Cadillac Jim

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Everything posted by Cadillac Jim

  1. Flasher relay

    I take it from Logan's point made here, that the CHMSL is on the trunk lid on this model, not inside the rear window. Logan is a true authority on external lighting; note the links in his signature block. Unless you need the CHMSL to work for State Inspection, you might consider letting it go for now.
  2. Flasher relay

    The CHMSL is operated by a supply voltage from the BCM. It shares a fuse in the rear fuse block with the back-up lights labeled CHMSL/BCK-UP. It's possible that the stoplight switch or connections aren't working. Do your other stop lights work? The CHMSL in the schematic is a single LED but they are usually a bank of LEDs, and any of them out is a rare occurrence, particularly if they are inside the rear window and the assembly is not exposed to the elements. If none of the stop lights work I would look at the stop light switch and its wiring. At this point I'm convinced that there are scads of Bnnnn DTCs that we don't have.
  3. Flasher relay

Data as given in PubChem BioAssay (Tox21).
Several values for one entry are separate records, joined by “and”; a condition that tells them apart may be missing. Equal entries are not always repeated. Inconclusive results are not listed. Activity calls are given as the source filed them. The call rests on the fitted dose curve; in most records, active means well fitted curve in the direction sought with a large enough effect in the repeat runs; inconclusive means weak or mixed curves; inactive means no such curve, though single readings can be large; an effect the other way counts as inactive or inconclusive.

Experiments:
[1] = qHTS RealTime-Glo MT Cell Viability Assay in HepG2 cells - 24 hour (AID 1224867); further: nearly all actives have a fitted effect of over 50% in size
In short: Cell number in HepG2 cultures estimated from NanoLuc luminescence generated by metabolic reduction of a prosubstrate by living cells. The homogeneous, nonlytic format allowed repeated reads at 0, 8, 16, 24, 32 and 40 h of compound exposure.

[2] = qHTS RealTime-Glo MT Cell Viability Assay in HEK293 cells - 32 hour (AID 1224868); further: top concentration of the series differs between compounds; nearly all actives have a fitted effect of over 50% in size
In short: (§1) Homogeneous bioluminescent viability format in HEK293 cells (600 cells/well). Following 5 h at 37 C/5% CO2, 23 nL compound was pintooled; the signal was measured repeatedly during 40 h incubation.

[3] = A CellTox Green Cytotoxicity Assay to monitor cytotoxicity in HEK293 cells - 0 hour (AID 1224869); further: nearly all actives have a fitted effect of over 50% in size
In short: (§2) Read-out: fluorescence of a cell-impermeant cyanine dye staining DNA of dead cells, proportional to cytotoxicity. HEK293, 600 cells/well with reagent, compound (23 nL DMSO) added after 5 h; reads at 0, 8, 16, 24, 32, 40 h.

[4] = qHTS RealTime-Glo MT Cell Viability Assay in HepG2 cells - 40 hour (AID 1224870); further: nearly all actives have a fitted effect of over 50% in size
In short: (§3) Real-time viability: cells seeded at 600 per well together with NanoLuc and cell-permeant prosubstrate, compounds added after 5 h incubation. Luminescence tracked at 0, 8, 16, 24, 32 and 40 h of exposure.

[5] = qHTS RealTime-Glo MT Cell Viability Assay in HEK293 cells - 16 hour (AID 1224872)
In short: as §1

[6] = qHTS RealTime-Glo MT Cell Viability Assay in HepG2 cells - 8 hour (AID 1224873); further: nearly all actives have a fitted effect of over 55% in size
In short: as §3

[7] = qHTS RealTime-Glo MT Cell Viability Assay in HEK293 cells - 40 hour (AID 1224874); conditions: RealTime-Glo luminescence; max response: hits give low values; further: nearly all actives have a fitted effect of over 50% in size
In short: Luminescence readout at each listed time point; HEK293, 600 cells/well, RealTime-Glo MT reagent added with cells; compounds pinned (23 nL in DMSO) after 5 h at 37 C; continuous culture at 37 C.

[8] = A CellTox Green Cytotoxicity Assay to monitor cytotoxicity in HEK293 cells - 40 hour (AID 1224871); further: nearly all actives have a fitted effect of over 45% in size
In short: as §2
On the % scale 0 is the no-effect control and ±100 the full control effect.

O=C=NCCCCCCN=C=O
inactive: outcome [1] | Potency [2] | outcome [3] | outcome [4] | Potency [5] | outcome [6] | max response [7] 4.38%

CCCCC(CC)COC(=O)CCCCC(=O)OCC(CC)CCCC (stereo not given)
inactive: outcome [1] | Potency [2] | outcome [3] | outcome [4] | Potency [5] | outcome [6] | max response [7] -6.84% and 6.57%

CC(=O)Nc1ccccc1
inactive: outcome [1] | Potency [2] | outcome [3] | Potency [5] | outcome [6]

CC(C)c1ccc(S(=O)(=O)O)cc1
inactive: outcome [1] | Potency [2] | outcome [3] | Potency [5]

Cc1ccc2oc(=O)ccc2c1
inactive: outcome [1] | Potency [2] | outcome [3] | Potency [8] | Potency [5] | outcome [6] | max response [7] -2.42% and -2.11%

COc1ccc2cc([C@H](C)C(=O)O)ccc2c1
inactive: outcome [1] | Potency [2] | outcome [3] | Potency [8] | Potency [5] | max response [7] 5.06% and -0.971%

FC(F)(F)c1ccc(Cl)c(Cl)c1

There are two illuminations in the hazard warning switch: the dashboard illumination, which is a bulb that is powered by the dimmed dashboard power and is part of the dash lighting, and an LED that turns on when the hazard warning lights are active. The bulb in the Hazard Warning Switch is powered by the dimmer power for the dashboard. It's brightness is controlled by the interior light dimming. If the car sees daylight in the dashboard ambient light sensor under the rearview mirror at the front center of the dashboard, the lights aren't dimmed. If you put a clipboard over that sensor and wait a few seconds, or at night, the dash and interior lights are dimmed, and you have a control near the headlight switch to control the amount of dimming. If that works, there is no reason that the hazard warning switch illumination should not work too. The LED, which is a lot brigher than the dashboard illumintion bulb, is in the same circuit as the signal to the BCM, a TN (probably tan) wire between the switch and the BCM. If it doesn't light, then either the hazard warnign switch is not connected to the BCM, or the BCM is not powering the switch circuit. Any connection between the hazard warning switch and anything else in the car is through the BCM logic. There is no physical connection between the hazard warning switch and anything other than the BCM (except the dashboard illumination bulb). EXCEPT: the tan wire is on the same conector as the turn signal wires to the BCM, C1, which is a 27-terminal GN (green) connector on the BCM. From my SI DVD: Untitled 1.rtf